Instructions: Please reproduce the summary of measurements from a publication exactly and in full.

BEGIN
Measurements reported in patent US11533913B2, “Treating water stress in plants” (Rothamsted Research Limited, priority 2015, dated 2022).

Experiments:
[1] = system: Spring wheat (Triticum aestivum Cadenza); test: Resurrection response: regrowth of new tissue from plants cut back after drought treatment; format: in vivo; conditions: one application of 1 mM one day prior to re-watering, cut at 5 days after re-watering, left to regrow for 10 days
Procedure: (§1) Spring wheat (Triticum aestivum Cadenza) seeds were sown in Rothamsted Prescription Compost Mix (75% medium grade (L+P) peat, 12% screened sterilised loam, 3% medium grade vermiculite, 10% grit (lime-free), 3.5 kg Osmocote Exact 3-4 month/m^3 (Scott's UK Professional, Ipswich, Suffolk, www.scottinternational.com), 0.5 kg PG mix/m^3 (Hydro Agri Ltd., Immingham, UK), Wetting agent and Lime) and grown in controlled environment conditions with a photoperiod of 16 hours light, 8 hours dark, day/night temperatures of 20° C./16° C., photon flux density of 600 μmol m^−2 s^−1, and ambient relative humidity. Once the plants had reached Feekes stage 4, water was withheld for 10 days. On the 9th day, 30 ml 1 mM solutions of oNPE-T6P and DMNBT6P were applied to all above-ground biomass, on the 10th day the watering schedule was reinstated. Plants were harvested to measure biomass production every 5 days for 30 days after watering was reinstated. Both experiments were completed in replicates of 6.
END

Measurements reported in patent US11533913B2, “Treating water stress in plants” (Rothamsted Research Limited, priority 2015, dated 2022).

Experiments:
[1] = system: Spring wheat (Triticum aestivum Cadenza); test: Resurrection response: regrowth of new tissue from plants cut back after drought treatment; format: in vivo; conditions: one application of 1 mM one day prior to re-watering, cut at 5 days after re-watering, left to regrow for 10 days
Procedure: (§1) Spring wheat (Triticum aestivum Cadenza) seeds were sown in Rothamsted Prescription Compost Mix (75% medium grade (L+P) peat, 12% screened sterilised loam, 3% medium grade vermiculite, 10% grit (lime-free), 3.5 kg Osmocote Exact 3-4 month/m^3 (Scott's UK Professional, Ipswich, Suffolk, www.scottinternational.com), 0.5 kg PG mix/m^3 (Hydro Agri Ltd., Immingham, UK), Wetting agent and Lime) and grown in controlled environment conditions with a photoperiod of 16 hours light, 8 hours dark, day/night temperatures of 20° C./16° C., photon flux density of 600 μmol m^−2 s^−1, and ambient relative humidity. Once the plants had reached Feekes stage 4, water was withheld for 10 days. On the 9th day, 30 ml 1 mM solutions of oNPE-T6P and DMNBT6P were applied to all above-ground biomass, on the 10th day the watering schedule was reinstated. Plants were harvested to measure biomass production every 5 days for 30 days after watering was reinstated. Both experiments were completed in replicates of 6.